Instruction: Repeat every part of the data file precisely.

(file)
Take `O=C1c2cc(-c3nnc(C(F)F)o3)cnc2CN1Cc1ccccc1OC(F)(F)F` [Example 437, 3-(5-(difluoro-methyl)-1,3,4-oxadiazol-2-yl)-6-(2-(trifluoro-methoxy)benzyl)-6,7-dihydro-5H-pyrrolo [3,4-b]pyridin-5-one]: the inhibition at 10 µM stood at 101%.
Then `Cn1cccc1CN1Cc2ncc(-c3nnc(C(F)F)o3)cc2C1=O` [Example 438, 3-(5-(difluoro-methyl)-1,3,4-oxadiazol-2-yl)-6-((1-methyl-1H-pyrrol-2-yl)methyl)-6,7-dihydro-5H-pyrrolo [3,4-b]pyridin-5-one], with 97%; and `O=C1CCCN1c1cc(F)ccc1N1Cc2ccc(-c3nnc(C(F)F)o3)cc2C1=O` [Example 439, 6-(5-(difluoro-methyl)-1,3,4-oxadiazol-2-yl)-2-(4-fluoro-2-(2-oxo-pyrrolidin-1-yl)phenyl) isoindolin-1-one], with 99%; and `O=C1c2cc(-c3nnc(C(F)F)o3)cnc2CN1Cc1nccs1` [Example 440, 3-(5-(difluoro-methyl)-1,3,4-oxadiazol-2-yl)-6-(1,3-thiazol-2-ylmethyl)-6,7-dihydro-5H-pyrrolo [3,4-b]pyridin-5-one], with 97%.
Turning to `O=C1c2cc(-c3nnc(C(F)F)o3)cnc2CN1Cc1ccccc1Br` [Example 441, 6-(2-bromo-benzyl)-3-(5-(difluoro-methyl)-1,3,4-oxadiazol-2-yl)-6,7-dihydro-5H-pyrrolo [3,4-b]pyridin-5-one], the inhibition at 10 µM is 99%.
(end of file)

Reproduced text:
Take `O=C1c2cc(-c3nnc(C(F)F)o3)cnc2CN1Cc1ccccc1OC(F)(F)F` [Example 437, 3-(5-(difluoro-methyl)-1,3,4-oxadiazol-2-yl)-6-(2-(trifluoro-methoxy)benzyl)-6,7-dihydro-5H-pyrrolo [3,4-b]pyridin-5-one]: the inhibition at 10 µM stood at 101%.
Then `Cn1cccc1CN1Cc2ncc(-c3nnc(C(F)F)o3)cc2C1=O` [Example 438, 3-(5-(difluoro-methyl)-1,3,4-oxadiazol-2-yl)-6-((1-methyl-1H-pyrrol-2-yl)methyl)-6,7-dihydro-5H-pyrrolo [3,4-b]pyridin-5-one], with 97%; and `O=C1CCCN1c1cc(F)ccc1N1Cc2ccc(-c3nnc(C(F)F)o3)cc2C1=O` [Example 439, 6-(5-(difluoro-methyl)-1,3,4-oxadiazol-2-yl)-2-(4-fluoro-2-(2-oxo-pyrrolidin-1-yl)phenyl) isoindolin-1-one], with 99%; and `O=C1c2cc(-c3nnc(C(F)F)o3)cnc2CN1Cc1nccs1` [Example 440, 3-(5-(difluoro-methyl)-1,3,4-oxadiazol-2-yl)-6-(1,3-thiazol-2-ylmethyl)-6,7-dihydro-5H-pyrrolo [3,4-b]pyridin-5-one], with 97%.
Turning to `O=C1c2cc(-c3nnc(C(F)F)o3)cnc2CN1Cc1ccccc1Br` [Example 441, 6-(2-bromo-benzyl)-3-(5-(difluoro-methyl)-1,3,4-oxadiazol-2-yl)-6,7-dihydro-5H-pyrrolo [3,4-b]pyridin-5-one], the inhibition at 10 µM is 99%.